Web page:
Sick, irresponsible CSR
By Paul Driessen
"Corporate social responsibility" doctrine says companies must act ethically and further the well-being of society – not merely seek to improve market shares and bottom lines.
Ethical behavior is an essential element of business and capitalism. Companies that violate laws and societal norms are eventually found out – and punished, by courts and consumers.
But this raises an often overlooked question that all CSR advocates should ask:
Shouldn't society demand that every corporation chartered under its aegis (for-profit and not-for-profit alike) will promote societal well-being? Shouldn't charities, government agencies, legislatures and activist groups be held to the same CSR standards as profit-based industries?
By any rational standard, preventing dangerous diseases promotes societal well-being – and actions that perpetuate disease contravene basic CSR principles.
A century ago, Dr. William Gorgas eradicated yellow fever and dramatically reduced malaria in Panama. He eliminated or poured kerosene on standing water, to prevent malaria-carrying Anopheles mosquitoes from laying eggs and larvae from developing; fumigated areas infested with adult mosquitoes; and used nets to isolate infected patients and prevent them from being bitten and spreading the disease.
But today malaria still infects 500 million people a year, leaving them unable to work for weeks, rendering many permanently brain-damaged, and killing over a million parents and children.
And yet, politicians, foundations, activists and bureaucrats continue to promote false solutions. If accepted CSR standards were applied to them, many would be bankrupt, ostracized or imprisoned.
The United Nations, Al Gore, Senator Barbara Boxer, House Speaker Nancy Pelosi, President Obama and others claim malaria is spreading due to global warming. The UN even pays African officials to host conferences that promote this party line.
The assertion boosts their anti-hydrocarbon agendas. It also shifts the blame and limited resources away from real solutions to pricey, politically correct schemes that actually perpetuate disease and death.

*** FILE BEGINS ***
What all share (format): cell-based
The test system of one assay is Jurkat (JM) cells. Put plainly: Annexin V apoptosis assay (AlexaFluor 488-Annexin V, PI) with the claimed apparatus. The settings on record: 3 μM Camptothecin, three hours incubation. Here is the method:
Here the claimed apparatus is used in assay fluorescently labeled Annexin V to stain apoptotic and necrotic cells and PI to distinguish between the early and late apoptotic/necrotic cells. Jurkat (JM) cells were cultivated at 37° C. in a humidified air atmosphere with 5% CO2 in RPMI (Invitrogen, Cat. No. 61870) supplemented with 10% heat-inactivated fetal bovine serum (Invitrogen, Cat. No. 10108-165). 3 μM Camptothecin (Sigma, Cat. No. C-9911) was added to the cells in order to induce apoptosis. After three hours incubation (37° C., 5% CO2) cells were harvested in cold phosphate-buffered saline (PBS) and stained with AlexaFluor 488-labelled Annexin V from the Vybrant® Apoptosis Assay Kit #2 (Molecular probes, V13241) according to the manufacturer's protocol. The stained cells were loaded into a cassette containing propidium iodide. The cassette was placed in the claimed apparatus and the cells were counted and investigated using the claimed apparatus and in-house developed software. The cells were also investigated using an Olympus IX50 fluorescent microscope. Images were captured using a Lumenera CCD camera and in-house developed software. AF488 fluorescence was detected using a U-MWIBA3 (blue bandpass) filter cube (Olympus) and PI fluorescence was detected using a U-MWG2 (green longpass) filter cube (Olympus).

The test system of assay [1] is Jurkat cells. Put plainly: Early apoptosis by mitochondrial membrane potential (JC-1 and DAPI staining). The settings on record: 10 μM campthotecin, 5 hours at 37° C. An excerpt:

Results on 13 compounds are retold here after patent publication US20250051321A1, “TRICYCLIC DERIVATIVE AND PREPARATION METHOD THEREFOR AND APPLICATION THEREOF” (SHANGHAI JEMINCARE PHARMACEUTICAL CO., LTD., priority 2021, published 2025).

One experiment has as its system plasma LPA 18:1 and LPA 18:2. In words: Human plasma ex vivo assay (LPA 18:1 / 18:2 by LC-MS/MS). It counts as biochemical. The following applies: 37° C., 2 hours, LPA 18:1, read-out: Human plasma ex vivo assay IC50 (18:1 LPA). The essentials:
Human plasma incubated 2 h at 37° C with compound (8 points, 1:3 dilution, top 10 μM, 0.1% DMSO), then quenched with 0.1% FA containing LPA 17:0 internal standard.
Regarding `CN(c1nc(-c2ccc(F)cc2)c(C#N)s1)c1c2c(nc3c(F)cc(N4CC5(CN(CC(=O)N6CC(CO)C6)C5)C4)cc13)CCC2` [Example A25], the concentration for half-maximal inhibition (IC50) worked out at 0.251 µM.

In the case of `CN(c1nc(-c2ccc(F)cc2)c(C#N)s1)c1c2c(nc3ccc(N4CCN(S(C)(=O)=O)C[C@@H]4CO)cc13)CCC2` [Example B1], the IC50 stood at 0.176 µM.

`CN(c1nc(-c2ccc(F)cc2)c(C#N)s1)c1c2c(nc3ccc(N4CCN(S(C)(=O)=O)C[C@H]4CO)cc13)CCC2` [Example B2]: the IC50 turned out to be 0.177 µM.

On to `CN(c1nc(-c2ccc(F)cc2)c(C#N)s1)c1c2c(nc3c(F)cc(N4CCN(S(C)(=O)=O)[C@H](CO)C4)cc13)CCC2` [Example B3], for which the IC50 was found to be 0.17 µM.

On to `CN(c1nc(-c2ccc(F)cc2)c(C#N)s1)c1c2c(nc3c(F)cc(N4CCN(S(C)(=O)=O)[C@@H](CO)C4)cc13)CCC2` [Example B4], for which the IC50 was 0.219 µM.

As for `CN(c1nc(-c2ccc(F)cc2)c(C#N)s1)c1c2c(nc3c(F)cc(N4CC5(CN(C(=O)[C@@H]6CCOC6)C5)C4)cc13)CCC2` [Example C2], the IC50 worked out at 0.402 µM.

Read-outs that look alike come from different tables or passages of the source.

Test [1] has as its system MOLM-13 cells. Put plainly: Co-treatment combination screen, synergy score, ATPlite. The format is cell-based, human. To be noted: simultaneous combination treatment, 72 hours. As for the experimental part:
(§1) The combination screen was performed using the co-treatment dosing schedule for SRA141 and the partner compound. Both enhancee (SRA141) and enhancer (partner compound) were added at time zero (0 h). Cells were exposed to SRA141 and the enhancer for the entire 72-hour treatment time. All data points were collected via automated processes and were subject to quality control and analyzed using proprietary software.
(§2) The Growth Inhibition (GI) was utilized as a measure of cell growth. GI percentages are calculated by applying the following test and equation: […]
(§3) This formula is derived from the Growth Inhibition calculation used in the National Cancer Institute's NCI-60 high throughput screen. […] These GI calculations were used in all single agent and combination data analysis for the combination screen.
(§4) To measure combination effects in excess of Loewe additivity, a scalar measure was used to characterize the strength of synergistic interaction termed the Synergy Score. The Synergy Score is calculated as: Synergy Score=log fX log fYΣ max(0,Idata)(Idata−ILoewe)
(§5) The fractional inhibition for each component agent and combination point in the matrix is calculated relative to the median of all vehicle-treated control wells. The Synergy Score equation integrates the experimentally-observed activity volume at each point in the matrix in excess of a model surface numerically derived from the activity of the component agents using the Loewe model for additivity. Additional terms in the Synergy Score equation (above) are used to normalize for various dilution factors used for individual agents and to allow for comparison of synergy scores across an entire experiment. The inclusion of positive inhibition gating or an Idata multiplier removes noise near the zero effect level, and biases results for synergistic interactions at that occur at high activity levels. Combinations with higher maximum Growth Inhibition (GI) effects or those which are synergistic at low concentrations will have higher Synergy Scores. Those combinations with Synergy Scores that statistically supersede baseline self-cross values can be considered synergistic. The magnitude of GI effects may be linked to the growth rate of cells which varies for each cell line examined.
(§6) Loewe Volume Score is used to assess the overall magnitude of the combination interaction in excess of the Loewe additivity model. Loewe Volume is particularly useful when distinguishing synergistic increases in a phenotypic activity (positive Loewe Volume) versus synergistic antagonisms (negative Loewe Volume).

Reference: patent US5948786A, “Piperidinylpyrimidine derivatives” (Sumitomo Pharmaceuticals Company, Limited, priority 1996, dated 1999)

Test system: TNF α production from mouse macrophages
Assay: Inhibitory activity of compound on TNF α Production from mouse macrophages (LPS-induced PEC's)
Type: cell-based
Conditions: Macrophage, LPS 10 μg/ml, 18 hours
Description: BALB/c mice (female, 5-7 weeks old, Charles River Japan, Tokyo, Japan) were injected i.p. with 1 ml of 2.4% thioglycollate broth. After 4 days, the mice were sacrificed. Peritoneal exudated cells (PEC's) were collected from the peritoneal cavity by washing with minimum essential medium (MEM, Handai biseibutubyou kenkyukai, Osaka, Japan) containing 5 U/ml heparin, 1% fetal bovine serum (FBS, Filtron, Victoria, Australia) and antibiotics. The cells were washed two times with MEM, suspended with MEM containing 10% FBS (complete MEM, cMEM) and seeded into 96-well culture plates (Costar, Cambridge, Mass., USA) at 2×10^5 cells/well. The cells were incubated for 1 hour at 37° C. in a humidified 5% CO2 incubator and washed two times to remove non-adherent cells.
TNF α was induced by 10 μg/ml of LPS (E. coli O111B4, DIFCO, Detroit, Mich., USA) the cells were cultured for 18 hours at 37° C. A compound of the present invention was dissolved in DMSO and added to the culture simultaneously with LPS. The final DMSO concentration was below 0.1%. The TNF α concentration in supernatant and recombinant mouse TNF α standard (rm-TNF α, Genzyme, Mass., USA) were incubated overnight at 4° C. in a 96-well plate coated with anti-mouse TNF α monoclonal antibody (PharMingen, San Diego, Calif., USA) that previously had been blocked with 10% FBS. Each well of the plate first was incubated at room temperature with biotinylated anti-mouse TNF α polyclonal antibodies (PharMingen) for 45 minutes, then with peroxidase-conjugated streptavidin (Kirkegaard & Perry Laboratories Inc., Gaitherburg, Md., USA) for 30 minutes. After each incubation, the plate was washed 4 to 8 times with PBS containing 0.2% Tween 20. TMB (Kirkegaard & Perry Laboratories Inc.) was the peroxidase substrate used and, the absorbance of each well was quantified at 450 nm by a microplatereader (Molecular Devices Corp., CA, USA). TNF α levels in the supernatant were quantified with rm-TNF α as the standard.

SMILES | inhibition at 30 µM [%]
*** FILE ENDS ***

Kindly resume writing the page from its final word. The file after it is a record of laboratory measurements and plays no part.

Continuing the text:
Malaria was prevalent in Virginia, Ohio, California the Netherlands and beyond, until DDT helped eradicate it. The disease killed 600,000 people in Siberia during the 1920s and 1930s. Obviously malaria's presence and geographical distribution is not defined by temperature alone.
Informed, comprehensive control measures reduce or eliminate malaria, note infectious disease experts Paul Reiter and Donald Roberts, even in tropical areas. When we let nature take its course, or apply partial or politically correct solutions, malaria spreads and people die.
With funding from San Francisco's Richard and Rhoda Goldman Foundation, the Pesticide Action Network (PAN) helps nature take its course, by battling insecticide and DDT use. Their tunnel-visioned actions might protect the world's most impoverished, disease-ridden people from minor speculative risks associated with insecticides – but they do so by imposing massive, immediate, life-threatening risks from diseases the insecticides could prevent.
The Gates Foundation supports fascinating research on anti-malaria vaccines and mosquitoes genetically engineered to be unable to carry malaria parasites. The work may pay off big time in a decade or two – assuming we can vaccinate 2 billion people who are at risk from getting malaria, or replace trillions of Anopheles mosquitoes with biotech varieties. But meanwhile, every year, a half billion people will become too sick to work, and a million will die, from a readily preventable disease.